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For humans to appreciate clear vision, light rays must be bent or refracted by the clear window at the front of the eye termed the 'Cornea' and the lens so that they can focus on the retina (which forms the inner coat of back of the eye). The retina receives the image formed by these light rays and sends it to the brain through the optic nerve.
A refractive error
means that light rays are not focused to a fine point on the retina resulting in blurred vision.
In Myopia (Short sightedness), the eye is longer than normal or the cornea is too steep, so that light rays focus in front of the retina. Near objects are clear but distant objects appear blurred.
In Hypermetropia (Long sightedness), the eye is shorter than normal or the cornea is too flat, so that light rays focus behind the retina. Light rays from close objects such as pages of a book cannot focus clearly on the retina.
In Astigmatism (Distorted vision), the cornea is more curved in one direction than in the other. This results in vision being blurred for both near and distant objects.
When we are young, the lens in the eye can change its shape allowing us to focus on near objects. After the age of 40, the lens becomes noticeably more rigid and hence reading at close range becomes increasingly difficult. This condition is called presbyopia and is a normal part of ageing.
The principle of laser refractive surgery is to sculpt the cornea in such a way to allow light rays to focus on the retina without additional correction e.g. with glasses or contact lenses. This is done by use of the Excimer laser and sophisticated algorithms allowing for precise delivery of energy to the cornea to achieve the desired outcome.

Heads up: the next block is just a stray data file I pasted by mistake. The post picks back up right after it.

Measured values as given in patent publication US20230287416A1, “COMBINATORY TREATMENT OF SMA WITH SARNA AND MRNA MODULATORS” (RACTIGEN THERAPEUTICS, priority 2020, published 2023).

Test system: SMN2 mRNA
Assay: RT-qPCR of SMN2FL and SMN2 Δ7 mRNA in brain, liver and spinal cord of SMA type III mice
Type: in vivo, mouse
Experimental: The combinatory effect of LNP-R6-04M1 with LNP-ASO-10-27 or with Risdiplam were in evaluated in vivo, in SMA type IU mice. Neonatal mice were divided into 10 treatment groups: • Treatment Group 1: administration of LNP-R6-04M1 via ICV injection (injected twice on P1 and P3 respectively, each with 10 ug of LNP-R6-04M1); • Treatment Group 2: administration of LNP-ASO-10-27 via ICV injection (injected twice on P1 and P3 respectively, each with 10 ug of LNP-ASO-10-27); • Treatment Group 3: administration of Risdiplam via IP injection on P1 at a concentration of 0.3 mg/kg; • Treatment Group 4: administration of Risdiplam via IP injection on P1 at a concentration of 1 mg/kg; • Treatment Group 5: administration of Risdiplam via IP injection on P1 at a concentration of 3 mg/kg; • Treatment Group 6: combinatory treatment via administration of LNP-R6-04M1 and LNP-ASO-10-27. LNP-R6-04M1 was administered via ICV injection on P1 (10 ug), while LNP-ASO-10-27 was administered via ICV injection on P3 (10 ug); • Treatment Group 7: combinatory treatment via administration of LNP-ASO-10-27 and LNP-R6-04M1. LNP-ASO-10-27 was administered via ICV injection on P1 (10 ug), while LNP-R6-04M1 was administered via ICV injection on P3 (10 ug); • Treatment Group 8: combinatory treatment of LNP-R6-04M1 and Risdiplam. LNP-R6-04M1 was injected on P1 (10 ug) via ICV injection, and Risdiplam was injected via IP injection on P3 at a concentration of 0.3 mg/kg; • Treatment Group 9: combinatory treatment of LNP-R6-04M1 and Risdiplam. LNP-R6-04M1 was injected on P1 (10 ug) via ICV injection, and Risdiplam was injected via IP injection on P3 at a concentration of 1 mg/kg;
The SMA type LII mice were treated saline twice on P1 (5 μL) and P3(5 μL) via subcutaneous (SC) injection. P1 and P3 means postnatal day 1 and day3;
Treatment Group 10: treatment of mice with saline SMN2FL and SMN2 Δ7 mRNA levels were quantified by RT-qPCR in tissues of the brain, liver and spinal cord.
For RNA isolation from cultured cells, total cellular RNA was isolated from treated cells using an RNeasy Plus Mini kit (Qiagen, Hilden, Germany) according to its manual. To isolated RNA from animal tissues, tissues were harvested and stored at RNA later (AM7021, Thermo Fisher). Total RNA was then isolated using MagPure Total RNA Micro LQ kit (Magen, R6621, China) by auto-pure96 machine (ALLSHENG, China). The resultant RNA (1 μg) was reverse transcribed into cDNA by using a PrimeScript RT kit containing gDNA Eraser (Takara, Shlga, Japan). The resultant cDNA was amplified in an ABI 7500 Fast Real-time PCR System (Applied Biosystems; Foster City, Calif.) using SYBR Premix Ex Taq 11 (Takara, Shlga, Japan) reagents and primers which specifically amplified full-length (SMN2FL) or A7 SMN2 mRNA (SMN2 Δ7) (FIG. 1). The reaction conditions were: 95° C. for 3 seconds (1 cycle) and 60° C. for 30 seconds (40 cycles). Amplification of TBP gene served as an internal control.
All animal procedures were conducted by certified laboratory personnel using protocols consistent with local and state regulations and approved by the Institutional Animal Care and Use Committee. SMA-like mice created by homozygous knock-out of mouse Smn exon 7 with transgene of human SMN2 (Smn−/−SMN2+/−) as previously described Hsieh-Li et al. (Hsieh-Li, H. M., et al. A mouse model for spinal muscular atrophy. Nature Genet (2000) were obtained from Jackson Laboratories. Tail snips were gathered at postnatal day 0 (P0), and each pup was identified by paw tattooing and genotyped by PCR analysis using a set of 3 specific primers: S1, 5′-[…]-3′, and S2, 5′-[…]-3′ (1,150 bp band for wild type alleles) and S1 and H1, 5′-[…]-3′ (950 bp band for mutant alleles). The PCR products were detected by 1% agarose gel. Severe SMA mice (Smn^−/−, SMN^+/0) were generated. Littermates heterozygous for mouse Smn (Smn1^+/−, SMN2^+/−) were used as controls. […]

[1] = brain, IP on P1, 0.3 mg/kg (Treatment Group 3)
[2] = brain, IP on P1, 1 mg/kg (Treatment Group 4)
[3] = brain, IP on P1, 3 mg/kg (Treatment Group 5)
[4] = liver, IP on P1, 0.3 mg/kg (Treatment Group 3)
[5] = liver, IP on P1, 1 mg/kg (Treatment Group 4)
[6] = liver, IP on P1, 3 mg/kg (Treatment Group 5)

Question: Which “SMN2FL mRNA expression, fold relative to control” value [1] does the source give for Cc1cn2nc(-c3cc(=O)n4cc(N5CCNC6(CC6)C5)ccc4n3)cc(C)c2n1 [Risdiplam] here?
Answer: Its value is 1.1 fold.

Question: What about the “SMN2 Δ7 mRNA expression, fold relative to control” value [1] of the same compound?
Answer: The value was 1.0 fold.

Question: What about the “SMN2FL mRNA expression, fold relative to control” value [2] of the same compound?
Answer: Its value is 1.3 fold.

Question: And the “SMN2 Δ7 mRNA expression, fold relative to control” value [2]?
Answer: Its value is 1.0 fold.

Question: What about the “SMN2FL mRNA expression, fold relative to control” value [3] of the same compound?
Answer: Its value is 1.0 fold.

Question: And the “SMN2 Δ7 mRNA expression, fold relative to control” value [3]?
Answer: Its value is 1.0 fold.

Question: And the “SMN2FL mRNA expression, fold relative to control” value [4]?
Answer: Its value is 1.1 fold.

The two main approaches to laser eye surgery are LASIK and surface ablation techniques (PRK,LASEK).
In this procedure, a flap of superficial cornea is made by a special device known as a microkeratome. The flap is reflected and laser applied to the underlying residual cornea.
Once the treatment has ended, the flap is folded back and smoothed into its original position. This is the most commonly used method and allows for fast visual rehabilatation.
This is essentially the same procedure with the only difference being that instead of a microkeratome (blade method) being used to create the flap, a very accurate laser is used instead. This laser is known as a femto-second laser and makes laser eye surgery even safer with most patients now opting for this blade free approach.
In this technique, a flap of cornea is not created. Instead, the corneal epithelium (the top layer of the eye) is removed and the laser applied to the underlying corneal surface.
The epithelium grows back in 3-4 days during which time a protective contact lens is applied.
The visual rehabilatation is not as fast as LASIK but the results are the same.
The difference in LASEK is that the removed epithelium is replaced immediately following laser but this dies and is replenished by new epithelium in 3-4 days.
Our practice uses the Wavelight Allegretto Excimer Laser, one of the most technologically advanced lasers on the market. It offers customised treatment where necessary and through its tissue saving properties can treat many refractive errors that other lasers cannot.
The Allegretto Wave 400Q Excimer Laser
This is combined with the Ziemer Femtosecond laser for flap creation.
Although the majority of laser eye surgery is carried out without complications, no operation is risk free.
Fortunately, the risks are small and many problems that arise can be managed if they are recognised and treated appropriately.
Here the importance of surgeon experience and training in a dedicated refractive fellowship becomes underlined.
Produced with permission from Mr Ali Mearza, Consultant Ophthalmic & Corneorefractive Surgeon.